[Ffmpeg-devel] Re: FFMPEG code a mess
Mon Sep 19 09:10:56 CEST 2005
Rich Felker wrote:
> On Mon, Sep 19, 2005 at 12:19:09AM +0200, G?bor Farkas wrote:
>>>>if it's your opinion, why do you think that java's such a bad choice
>>>>for an OOP language?
>>>Java can be handy sometimes, but there are a few things that annoy me:
>>>- Everything has to be an object.
> I have a feeling he was not talking about data types, but procedures
> and other non-data things.
>>but isn't it the same in C?
>>you have some basic types and then you have to create structs. in which
>>way is it different from classes?
> You have code that is not part of a class.
well, technically you can use static methods in Java, which behave
exactly like functions (like static methods in C++).
i agree that they're not the most beautyful things, but they are there
at least ;)
>>>- No unsigned types.
>>why do you need them? what would you like to do with them?
> This question is so ignorant that someone asking it should not be
hmm, finally. this is how REAL mplayer developers argument. how much i
missed it :>>
i can understand the problem when interfacing with binary formats.
but i can also understand why the language designers tried to reduce the
number of data types.
look at C++ for example, what an overcomplicated language it is.
(btw. are there ANY compilers that implement the FULL ansi c++ standard
today? i stopped following c++ 2years ago, so things maybe have changed
fewer features means easier implementation and easier testing.
imho the java designers tried to come up with a simpler language (one
could argument that originally java was designed for toasters and tv
of course for people like the developers here, who mostly do numerical
computations as needed by video-compression, this seems to be a big lack.
i agree that java is not the best language to write video-processing
but there are many fields of informatics, where while you solve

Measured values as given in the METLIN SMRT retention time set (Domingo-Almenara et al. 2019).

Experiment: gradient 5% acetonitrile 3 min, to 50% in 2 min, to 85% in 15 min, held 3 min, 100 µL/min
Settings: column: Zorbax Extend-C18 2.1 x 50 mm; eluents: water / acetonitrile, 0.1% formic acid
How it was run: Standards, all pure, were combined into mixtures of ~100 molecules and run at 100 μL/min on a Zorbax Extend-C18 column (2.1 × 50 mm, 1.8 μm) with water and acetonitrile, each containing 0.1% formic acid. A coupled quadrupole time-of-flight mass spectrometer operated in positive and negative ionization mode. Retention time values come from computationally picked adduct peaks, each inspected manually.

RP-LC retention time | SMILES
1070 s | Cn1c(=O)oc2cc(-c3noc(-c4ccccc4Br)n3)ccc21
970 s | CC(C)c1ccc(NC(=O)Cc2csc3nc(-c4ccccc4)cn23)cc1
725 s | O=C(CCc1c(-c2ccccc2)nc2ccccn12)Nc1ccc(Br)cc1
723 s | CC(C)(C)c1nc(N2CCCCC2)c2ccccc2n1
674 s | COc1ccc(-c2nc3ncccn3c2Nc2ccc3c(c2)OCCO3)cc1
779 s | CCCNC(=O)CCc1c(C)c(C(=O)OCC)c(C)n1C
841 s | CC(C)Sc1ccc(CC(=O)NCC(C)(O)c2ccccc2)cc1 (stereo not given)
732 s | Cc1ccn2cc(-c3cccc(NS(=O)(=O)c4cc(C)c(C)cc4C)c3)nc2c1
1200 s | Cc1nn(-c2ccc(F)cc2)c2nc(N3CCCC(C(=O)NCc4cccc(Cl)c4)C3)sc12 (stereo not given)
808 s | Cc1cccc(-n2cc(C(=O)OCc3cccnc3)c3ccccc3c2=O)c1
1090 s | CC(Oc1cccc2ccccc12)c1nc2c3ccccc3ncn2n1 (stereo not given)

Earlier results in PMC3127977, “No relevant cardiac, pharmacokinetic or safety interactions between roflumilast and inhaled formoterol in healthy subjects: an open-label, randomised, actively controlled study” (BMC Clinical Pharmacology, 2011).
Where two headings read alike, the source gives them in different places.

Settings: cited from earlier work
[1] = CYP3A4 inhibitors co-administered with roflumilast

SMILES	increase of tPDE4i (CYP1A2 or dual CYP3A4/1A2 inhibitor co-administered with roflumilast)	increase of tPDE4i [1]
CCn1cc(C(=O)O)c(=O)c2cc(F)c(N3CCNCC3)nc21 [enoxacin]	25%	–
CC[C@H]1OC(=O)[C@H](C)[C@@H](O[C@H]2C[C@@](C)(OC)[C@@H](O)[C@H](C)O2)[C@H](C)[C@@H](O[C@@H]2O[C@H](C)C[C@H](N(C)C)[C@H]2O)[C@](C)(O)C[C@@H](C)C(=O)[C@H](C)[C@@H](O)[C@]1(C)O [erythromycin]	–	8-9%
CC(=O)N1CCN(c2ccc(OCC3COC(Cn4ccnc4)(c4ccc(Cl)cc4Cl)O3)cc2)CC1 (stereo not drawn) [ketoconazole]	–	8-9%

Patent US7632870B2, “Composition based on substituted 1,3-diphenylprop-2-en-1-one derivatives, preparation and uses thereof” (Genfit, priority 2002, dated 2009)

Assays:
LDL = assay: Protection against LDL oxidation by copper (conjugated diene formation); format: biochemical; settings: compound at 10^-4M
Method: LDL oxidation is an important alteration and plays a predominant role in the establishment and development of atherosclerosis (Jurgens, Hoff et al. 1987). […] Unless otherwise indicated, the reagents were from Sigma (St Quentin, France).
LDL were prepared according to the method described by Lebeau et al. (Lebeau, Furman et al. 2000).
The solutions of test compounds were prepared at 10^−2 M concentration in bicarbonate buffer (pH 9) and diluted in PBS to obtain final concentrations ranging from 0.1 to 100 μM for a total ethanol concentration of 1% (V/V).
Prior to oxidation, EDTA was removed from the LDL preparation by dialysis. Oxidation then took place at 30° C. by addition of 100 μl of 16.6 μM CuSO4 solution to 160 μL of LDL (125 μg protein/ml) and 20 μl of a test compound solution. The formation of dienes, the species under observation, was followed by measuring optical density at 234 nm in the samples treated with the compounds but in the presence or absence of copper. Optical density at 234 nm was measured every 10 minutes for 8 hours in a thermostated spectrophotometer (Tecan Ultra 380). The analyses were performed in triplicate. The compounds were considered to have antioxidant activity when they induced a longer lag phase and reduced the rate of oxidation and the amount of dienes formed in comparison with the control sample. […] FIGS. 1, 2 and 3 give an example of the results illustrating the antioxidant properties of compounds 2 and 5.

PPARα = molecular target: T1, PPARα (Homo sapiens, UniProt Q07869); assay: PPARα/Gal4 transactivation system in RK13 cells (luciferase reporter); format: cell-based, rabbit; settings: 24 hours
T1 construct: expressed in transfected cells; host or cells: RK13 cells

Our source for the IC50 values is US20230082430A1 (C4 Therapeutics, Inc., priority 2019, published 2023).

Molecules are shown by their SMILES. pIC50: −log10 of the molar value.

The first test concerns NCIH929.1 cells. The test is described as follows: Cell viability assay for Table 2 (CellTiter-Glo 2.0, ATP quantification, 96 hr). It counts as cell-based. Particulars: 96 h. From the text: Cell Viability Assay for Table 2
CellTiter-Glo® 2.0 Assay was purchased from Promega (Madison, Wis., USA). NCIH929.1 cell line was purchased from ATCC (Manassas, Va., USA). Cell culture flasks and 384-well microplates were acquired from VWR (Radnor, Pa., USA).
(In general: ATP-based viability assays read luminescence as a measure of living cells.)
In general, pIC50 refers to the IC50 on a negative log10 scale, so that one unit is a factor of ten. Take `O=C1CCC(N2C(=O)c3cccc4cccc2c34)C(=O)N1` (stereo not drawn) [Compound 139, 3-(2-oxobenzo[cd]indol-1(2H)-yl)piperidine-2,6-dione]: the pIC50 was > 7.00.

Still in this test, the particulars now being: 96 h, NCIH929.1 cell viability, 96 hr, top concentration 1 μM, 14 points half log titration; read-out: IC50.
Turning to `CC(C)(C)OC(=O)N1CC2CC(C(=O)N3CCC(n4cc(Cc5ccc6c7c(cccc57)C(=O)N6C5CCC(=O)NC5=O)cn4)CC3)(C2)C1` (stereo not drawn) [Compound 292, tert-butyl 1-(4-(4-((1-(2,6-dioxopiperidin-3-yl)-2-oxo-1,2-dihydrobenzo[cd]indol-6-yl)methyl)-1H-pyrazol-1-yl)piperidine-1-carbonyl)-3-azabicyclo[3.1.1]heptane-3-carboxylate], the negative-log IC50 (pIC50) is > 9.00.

problems, you only need to think about integer numbers as integers, and
you're not interested in how high it can be.
many times i simply need an integer data type. ideally i'd like to have
an integer data type that starts as a byte, and grows as needed,
transparently. and if the runtime-engine/compiler would do some
profiling too, to find out what is the optimal 'machine-level' data type
for 'my' integer, that would be even better ;)
you could argue that this way the code i write will never be fast.
i personally work like this:
- i try to create my algorithms as asymphotically (is this the correct
term?) fast enough (so it's not n^2, but only n*log(n) for examlpe)
- then i implement it and measure it. if it's fast enough i continue
with my work, if not fast enough, i go back and try to make it a little
because there are so many other aspects that need thinking (concurrency
for example), that i simply don't care about those number-types if they
are 'fast enough'.
and btw, before you call me a java fanatic, i am not. my preferred
language is python.
>>>Have you ever used Java for anything serious?
>>yes, i worked as a java developer for 2-3 years..
> That doesn't answer the question. Making shit rad/gui/web/... stuff in
> a corporate setting is not serious use.
hmmm, did you infer this from my response to the 'unsigned' question?
no, i did not do any rad/gui stuff. i worked on a server software which
also did some HTTP (not HTML), i am not sure if that counts as 'web' for
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